'Simon, sleepest thou!' -- Mark xiv.37
It is a very old Christian tradition that this Gospel is in some sense the Apostle Peter's. There are not many features in the Gospel itself which can be relied on as confirming this idea. Perhaps one such may be found in this plaintive remonstrance, which is only preserved for us here. Matthew's Gospel, indeed, tells us that the rebuke was addressed to Peter, but blunts the sharp point of it as directed to him, by throwing it into the plural, as if spoken to all the three slumberers: 'What, could ye not watch with Me one hour?' To Matthew, the special direction of the words was unimportant, but Peter could never forget how the Master had come out from the shadow of the olives to him lying there in the moonlight, and stood before him worn with His solitary agony, and in a voice yet tremulous from His awful conflict, had said to him, so lately loud in his professions of fidelity, 'Sleepest thou?'
It was but an hour or two since he had been saying, and meaning, 'I will lay down my life for Thy sake,' and this was what all that fervour had come to. No wonder if there is almost a tone of surprise discernible in our Lord's word, as if He who 'marvelled at the unbelief' of those who were not His followers, marvelled still more at the imperfect sympathy of those who were, and marvelled most of all at such a sudden ebb of such a flood of devotion. Surprise and sorrow, the pain of a loving heart thrown back upon itself, the sharp pang of feeling how much less one is loved than one loves, the pleading with His forgetful servant, rebuke without anger, all breathe through the question, so pathetic in its simplicity, so powerful to bow in contrition by reason of its very gentleness and self-restraint.
The record of this Evangelist proves how deep it sank into the impulsive, loving heart of the apostle, and yet the denials in the high priest's palace, which followed so soon, show how much less power it had on him on the day when it was spoken, than it gained as he looked back on it through the long vista of years that had passed, when he told the story to Mark.
The first lesson to be gathered from these words is drawn from the name by which our Lord here addresses the apostle: 'Simon, sleepest thou?'
Now the usage of Mark's Gospel in reference to this apostle's name is remarkably uniform and precise. Both his names occur in Mark's catalogue of the Apostles: 'Simon he surnamed Peter.' He is never called by both again, but before that point he is always Simon, and after it he is always Peter, except in this verse. The other Evangelists show similar purpose, for the most part, in their interchange of the names. Luke, for instance, always calls him Simon up to the same point as Mark, except once where he uses the form 'Simon Peter,' and thereafter always Peter, except in Christ's solemn warning, 'Simon, Simon, Satan hath desired to have you,' and in the report of the tidings that met the disciples on their return from Emmaus, 'The Lord hath appeared to Simon.' So Matthew calls him Simon in the story of the first miraculous draught of fishes, and in the catalogue of Apostles, and afterwards uniformly Peter, except in Christ's answer to the apostle's great confession, where He names him 'Simon Bar Jona,' in order, as would appear, to bring into more solemn relief the significance of the immediately following words, 'Thou art Peter.' In John's Gospel, again, we find the two forms 'Simon Peter' and the simple 'Peter' used throughout with almost equal frequency, while 'Simon' is only employed at the very beginning, and in the heart-piercing triple question at the end, 'Simon, son of Jonas, lovest thou Me?'
The conclusion seems a fair one from these details that, on the whole, the name Simon brings into prominence the natural unrenewed humanity, and the name Peter suggests the Apostolic office, the bold confessor, the impulsive, warm-hearted lover and follower of the Lord. And it is worth noticing that, with one exception, the instances in which he is called by his former name, after his designation to the apostolate, occur in words addressed to him by our Lord.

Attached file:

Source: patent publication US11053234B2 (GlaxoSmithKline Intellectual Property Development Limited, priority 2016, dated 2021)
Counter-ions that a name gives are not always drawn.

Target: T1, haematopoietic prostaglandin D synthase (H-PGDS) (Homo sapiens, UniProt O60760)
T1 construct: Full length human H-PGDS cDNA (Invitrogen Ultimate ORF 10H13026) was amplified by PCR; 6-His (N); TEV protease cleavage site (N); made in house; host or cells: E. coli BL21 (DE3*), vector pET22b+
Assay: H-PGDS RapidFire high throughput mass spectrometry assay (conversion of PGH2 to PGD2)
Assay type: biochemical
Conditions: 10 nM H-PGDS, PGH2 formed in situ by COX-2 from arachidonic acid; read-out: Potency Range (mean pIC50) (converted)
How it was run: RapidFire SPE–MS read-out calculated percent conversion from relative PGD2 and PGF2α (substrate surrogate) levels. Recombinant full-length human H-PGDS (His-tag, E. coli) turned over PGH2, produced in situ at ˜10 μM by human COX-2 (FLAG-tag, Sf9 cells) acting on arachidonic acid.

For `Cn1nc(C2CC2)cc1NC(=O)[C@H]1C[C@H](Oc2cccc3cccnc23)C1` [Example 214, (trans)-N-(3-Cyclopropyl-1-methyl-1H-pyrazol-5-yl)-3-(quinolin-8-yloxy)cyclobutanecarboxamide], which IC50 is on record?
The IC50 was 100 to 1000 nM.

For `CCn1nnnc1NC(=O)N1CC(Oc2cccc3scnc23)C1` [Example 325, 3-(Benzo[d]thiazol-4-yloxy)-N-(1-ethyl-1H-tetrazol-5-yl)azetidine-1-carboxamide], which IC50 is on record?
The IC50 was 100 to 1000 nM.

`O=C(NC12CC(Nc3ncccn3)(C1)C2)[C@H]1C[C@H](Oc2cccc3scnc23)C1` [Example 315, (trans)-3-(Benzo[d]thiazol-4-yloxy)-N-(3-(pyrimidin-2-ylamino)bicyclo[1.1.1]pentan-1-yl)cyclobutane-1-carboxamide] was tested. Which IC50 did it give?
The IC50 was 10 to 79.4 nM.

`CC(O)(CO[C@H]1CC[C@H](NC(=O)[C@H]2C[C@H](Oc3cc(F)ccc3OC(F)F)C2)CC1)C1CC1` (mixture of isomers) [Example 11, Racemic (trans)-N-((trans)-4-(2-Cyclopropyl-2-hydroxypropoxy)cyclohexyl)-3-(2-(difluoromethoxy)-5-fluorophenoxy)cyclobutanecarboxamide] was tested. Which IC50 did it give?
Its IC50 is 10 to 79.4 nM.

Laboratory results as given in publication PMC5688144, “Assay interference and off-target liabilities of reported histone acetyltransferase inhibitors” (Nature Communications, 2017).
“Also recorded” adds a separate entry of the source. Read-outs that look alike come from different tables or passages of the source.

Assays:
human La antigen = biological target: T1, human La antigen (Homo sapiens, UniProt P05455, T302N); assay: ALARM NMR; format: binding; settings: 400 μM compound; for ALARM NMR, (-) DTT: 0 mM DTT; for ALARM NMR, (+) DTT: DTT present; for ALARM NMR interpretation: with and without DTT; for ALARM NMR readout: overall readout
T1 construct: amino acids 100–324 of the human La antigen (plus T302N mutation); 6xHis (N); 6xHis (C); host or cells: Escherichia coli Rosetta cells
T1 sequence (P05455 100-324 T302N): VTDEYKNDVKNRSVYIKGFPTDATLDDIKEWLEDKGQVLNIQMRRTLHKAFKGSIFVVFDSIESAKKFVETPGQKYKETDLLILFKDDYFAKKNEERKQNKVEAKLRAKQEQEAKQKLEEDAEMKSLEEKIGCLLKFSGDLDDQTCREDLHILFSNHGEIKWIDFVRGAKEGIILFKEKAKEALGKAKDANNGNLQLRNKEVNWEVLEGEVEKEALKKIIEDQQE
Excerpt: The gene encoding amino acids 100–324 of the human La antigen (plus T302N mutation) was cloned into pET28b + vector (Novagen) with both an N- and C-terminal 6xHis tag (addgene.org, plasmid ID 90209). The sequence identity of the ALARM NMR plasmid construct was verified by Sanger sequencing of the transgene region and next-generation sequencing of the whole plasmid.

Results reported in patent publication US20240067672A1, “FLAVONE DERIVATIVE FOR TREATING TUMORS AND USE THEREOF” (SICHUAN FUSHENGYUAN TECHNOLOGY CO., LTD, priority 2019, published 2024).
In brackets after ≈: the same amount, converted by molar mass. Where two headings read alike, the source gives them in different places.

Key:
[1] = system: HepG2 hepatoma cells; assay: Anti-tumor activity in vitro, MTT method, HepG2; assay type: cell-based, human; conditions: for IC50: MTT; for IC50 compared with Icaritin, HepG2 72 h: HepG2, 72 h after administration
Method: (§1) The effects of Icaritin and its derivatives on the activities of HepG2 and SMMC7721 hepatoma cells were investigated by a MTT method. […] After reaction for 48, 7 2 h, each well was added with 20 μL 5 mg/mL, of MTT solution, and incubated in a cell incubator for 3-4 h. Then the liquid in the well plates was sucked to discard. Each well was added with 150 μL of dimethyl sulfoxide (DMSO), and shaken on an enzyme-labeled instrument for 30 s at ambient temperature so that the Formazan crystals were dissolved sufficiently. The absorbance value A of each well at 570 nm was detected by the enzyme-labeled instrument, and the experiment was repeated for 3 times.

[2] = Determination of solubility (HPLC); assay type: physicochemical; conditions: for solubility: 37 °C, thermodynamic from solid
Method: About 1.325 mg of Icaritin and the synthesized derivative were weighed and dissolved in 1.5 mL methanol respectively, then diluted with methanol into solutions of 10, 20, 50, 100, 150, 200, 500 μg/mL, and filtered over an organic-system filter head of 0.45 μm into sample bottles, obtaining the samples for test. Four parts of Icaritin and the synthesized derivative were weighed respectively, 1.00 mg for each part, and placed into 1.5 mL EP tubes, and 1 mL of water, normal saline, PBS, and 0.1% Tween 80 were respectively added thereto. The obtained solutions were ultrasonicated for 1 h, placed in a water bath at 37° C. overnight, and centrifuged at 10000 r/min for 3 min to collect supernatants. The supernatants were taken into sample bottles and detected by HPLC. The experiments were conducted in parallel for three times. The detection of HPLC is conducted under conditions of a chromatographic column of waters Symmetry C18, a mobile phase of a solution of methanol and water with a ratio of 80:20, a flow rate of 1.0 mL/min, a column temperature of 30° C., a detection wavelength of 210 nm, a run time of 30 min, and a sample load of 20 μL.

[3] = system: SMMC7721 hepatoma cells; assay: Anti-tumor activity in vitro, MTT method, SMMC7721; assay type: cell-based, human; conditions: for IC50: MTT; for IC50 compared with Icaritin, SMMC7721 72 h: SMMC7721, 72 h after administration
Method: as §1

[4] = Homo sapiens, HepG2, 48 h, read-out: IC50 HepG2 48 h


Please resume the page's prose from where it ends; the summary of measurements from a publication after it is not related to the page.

He had given the name, and surely His withdrawal of it was meant to be significant, and must have struck with boding, rebuking emphasis on the ear and conscience of the apostle. 'Simon, Simon, Satan hath desired to have you': 'Remember thy human weakness, and in the sore conflict that is before thee, trust not to thine own power.' 'Simon, sleepest thou?' 'Can I call thee Peter now, when thou hast not cared for My sorrow enough to wake while I wrestled? Is this thy fervid love?' 'Simon, son of Jonas, lovest thou Me?' 'Thou wast Peter because thou didst confess Me; thou hast fallen back to thine old level by denying Me. It is not enough that in secret I should have restored thee to My love. Here before thy brethren, thou must win back thy forfeited name and place by a confession as open as the denial, and thrice repeated like it. Once thou hast answered, but still thou art |Simon.| Twice thou hast answered, but not yet can I call thee |Peter.| Thrice thou hast answered, by each reply effacing a former denial, and now I ask no more. Take back thine office; henceforth thou shalt be called |Cephas| as before.'
And so it was. In the Acts of the Apostles, and in Paul's letters, 'Peter' or 'Cephas' entirely obliterates 'Simon.' Only for ease in finding him, the messengers of Cornelius are to ask for him in Joppa by the name by which he would be known outside the Church, and his old companion James begins his speech to the council at Jerusalem by referring with approbation to what 'Simeon' had said, as if he liked to use the old name, that brought back memories of the far-off days in Galilee, before they had known the Master.
Very touching, too, is it to notice how the apostle himself, while using the name by which he was best known in the Church, in the introduction to his first Epistle, calls himself 'Simon Peter' in his second, as if to the end he felt that the old nature clung to him, and was not yet, 'so long as he was in this tabernacle,' wholly subdued under the dominion of the better self, which his Master had breathed into him.
So we see that a bit of biography and an illustration of a large truth are wrapped up for us in so small a matter as the apparently fortuitous use of one or other of these names. I do not suppose that in every instance where either of them occur, we can explain their occurrence by a reference to such thoughts. But still there is an unmistakable propriety in several instances in the employment of one rather than the other, and we may fairly suggest the lesson as put hero in a picturesque form, which Paul gives us in definite words, 'The flesh lusteth against the spirit, and the spirit against the flesh.' The better and the worse nature contend in all Christian souls, or, as our Lord says with such merciful leniency in this very context, 'The spirit is willing, but the flesh is weak.' However real and deep the change which passes over us when 'Christ is formed in us,' it is only by degrees that the transformation spreads through our being. The renewing process follows upon the bestowment of the new life, and works from its deep inward centre outwards and upwards to the circumference and surface of our being, on condition of our own constant diligence and conflict.